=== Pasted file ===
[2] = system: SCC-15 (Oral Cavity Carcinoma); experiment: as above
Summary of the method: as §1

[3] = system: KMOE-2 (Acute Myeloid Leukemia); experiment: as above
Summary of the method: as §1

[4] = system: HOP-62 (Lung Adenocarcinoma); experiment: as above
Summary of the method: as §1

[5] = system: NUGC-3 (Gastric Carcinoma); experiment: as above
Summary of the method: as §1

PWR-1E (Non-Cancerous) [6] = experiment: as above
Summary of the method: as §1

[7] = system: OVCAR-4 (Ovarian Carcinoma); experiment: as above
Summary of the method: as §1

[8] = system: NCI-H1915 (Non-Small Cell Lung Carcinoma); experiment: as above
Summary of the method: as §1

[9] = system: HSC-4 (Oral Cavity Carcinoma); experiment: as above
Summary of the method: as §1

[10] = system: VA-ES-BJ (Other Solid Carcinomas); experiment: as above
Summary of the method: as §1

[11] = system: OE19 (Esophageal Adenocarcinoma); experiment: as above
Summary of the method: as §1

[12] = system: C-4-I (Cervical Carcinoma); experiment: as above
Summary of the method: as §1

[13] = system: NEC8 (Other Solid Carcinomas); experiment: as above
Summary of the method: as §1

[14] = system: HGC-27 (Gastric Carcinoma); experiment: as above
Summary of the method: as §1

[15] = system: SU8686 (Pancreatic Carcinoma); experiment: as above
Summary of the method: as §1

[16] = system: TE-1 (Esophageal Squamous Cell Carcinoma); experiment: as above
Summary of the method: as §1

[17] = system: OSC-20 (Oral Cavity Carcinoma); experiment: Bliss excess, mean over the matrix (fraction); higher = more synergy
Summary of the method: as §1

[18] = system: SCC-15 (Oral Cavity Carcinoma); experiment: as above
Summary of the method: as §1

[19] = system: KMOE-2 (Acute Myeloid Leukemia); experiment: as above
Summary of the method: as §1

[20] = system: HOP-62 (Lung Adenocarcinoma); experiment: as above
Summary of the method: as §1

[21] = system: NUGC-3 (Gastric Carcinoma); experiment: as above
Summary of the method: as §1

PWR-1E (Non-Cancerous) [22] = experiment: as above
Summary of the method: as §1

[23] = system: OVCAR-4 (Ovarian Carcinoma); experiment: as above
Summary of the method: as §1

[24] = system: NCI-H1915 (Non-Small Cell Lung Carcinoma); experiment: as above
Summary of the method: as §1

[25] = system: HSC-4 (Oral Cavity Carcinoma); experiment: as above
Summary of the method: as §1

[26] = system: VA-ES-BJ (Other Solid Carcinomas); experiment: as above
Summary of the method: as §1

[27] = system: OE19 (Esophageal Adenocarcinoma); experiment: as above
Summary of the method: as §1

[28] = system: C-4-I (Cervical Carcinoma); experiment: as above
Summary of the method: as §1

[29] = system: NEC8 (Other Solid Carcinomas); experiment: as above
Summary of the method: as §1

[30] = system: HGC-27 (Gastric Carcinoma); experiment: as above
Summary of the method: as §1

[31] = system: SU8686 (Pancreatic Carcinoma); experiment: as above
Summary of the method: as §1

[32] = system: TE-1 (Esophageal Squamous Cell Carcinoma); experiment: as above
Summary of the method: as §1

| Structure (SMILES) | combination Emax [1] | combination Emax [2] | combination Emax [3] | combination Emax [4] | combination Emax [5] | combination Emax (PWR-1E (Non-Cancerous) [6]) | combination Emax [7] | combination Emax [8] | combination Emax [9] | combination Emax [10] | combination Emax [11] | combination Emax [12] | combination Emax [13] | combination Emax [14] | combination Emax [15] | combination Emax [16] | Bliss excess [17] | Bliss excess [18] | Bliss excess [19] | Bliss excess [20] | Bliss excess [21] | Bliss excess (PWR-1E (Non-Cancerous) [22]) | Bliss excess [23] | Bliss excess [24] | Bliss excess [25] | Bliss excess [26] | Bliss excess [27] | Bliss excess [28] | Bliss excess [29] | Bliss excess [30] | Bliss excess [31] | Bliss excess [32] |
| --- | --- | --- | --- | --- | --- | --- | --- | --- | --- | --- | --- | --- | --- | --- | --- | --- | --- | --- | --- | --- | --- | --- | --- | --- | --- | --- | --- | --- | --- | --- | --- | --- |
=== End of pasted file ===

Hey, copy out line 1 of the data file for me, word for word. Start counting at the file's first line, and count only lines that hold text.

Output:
[2] = system: SCC-15 (Oral Cavity Carcinoma); experiment: as above